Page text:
Researchers investigating a 2015 outbreak of Guillain-Barré syndrome in Brazil found that it was much more prevalent than expected — and saw signs that it may be associated with Zika virus.
Results of the investigation into an apparent increase of Guillain-Barré syndrome (GBS) cases in the Salvador metropolitan area between April and July 2015 were presented at the CDC’s Epidemic Intelligence Service Conference in Atlanta. During that same period, the region had high rates of Zika virus transmission.
Ashley R. Styczynski
“We found that the incidence of GBS was nine to 19 times higher than expected during the outbreak period,” Ashley R. Styczynski, MD, MPH, Epidemic Intelligence Service officer at the CDC, told Infectious Disease News. “Additionally, a majority of the patients with GBS reported an acute illness prior to onset of their neurologic symptoms that was characterized by rash, conjunctivitis, and retro-orbital pain, symptoms commonly associated with Zika virus infections.”
Reports of GBS — an uncommon condition in which a patient’s immune system damages nerve cells, leading to muscle weakness and, occasionally, paralysis — simultaneously increased in certain regions of Brazil where Zika virus rapidly spread. Overlap was observed in the geographic regions where each sickness was reported most often, according to Styczynski and colleagues.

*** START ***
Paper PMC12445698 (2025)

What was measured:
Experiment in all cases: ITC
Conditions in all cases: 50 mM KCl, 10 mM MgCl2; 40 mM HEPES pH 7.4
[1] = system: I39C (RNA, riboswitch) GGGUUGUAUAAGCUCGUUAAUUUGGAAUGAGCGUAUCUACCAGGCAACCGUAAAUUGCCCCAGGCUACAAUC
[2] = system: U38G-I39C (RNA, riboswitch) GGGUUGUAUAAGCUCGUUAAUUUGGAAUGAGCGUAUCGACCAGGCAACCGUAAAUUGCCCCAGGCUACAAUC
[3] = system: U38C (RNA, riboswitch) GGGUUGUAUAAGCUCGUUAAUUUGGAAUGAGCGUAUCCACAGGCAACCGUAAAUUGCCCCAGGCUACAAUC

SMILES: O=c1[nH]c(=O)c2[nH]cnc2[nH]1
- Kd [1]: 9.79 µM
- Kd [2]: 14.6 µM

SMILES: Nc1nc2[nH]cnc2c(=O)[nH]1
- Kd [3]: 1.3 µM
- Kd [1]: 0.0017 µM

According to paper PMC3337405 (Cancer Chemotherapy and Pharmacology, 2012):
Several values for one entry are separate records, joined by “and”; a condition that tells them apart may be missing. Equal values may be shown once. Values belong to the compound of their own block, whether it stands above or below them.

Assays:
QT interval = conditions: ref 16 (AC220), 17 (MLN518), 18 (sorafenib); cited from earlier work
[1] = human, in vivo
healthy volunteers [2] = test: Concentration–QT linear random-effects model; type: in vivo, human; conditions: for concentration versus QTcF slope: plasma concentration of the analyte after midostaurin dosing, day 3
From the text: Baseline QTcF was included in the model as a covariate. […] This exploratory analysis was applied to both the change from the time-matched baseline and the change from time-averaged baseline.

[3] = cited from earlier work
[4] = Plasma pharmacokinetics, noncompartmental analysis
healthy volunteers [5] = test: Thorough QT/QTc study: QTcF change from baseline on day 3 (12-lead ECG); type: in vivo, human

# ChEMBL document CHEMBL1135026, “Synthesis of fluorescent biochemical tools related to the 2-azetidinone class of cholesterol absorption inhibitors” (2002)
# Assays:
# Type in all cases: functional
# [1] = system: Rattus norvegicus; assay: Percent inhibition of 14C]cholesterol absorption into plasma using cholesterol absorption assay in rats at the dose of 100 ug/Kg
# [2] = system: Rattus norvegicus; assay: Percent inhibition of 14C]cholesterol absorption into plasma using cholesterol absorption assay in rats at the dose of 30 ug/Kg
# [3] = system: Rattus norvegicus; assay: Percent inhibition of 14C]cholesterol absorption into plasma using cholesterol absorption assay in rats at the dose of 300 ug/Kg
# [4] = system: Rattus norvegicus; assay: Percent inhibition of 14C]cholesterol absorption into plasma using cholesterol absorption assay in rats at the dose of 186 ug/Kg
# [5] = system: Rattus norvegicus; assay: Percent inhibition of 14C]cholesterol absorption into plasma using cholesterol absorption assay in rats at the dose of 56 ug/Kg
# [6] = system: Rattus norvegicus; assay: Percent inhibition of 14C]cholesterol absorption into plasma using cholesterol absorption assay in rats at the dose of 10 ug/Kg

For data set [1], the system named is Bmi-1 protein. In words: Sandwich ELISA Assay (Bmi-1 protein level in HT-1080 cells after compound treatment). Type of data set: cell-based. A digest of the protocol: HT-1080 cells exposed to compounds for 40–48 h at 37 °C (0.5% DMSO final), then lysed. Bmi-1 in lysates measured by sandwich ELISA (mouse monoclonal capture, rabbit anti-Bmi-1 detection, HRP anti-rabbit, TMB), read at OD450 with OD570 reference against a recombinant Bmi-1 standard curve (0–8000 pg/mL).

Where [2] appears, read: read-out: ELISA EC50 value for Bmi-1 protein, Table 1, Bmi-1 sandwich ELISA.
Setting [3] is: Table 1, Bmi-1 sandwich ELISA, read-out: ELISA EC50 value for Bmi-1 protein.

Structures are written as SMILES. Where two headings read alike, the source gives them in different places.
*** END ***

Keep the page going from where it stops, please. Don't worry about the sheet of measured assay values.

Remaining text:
The CDC has been unable to positively confirm an association between GBS and Zika virus, although the agency has said the sickness is “very likely triggered by Zika in a small proportion of infections.”
“Though confirmatory laboratory testing is pending,” Styczynski said, “our epidemiologic data strongly suggests that GBS may be associated with Zika virus.”
Zika’s potential link to other conditions also is being explored as the virus’ continued spread in the Americas fuels more research.
Recently, researchers at the American Academy of Neurology Annual Meeting reported 151 cases of neurological manifestations in patients treated at a hospital in Brazil between December 2014 and June 2015 for symptoms compatible with arboviruses. Of six patients with Zika who developed neurologic problems, four were diagnosed with GBS, and two were diagnosed with acute disseminated encephalomyelitis.
“Though our study is small, it may provide evidence that in this case the virus has different effects on the brain than those identified in current studies,” study researcher Maria Lucia Brito Ferreira, MD, said in a press release. “Much more will need to be done to explore whether there is a causal link between Zika and brain problems.” – by Gerard Gallagher
Ferreira, MLB, et al. Abstract 9157. Presented at: American Academy of Neurology Annual Meeting; April 15-21, 2016; Vancouver, British Columbia.
Styczynski AR, et al. Guillain-Barré syndrome outbreak – Bahia State, Brazil, 2015. Presented at: Epidemic Intelligence Service Conference; May 2-5, 2016; Atlanta.
Disclosure: The researchers report no relevant financial disclosures.